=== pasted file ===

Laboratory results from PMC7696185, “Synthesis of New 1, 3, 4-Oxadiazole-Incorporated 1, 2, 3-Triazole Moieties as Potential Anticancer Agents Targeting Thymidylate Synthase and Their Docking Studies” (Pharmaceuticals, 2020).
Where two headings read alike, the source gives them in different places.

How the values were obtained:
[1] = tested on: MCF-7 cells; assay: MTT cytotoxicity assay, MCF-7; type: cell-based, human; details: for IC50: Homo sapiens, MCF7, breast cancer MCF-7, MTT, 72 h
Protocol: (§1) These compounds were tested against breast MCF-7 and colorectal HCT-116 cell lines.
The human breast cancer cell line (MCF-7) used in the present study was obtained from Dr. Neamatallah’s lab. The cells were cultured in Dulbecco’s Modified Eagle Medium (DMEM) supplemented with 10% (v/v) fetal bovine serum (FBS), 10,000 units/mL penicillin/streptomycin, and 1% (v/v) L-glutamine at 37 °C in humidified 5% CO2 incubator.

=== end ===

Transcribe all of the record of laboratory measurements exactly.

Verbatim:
Laboratory results from PMC7696185, “Synthesis of New 1, 3, 4-Oxadiazole-Incorporated 1, 2, 3-Triazole Moieties as Potential Anticancer Agents Targeting Thymidylate Synthase and Their Docking Studies” (Pharmaceuticals, 2020).
Where two headings read alike, the source gives them in different places.

How the values were obtained:
[1] = tested on: MCF-7 cells; assay: MTT cytotoxicity assay, MCF-7; type: cell-based, human; details: for IC50: Homo sapiens, MCF7, breast cancer MCF-7, MTT, 72 h
Protocol: (§1) These compounds were tested against breast MCF-7 and colorectal HCT-116 cell lines.
The human breast cancer cell line (MCF-7) used in the present study was obtained from Dr. Neamatallah’s lab. The cells were cultured in Dulbecco’s Modified Eagle Medium (DMEM) supplemented with 10% (v/v) fetal bovine serum (FBS), 10,000 units/mL penicillin/streptomycin, and 1% (v/v) L-glutamine at 37 °C in humidified 5% CO2 incubator.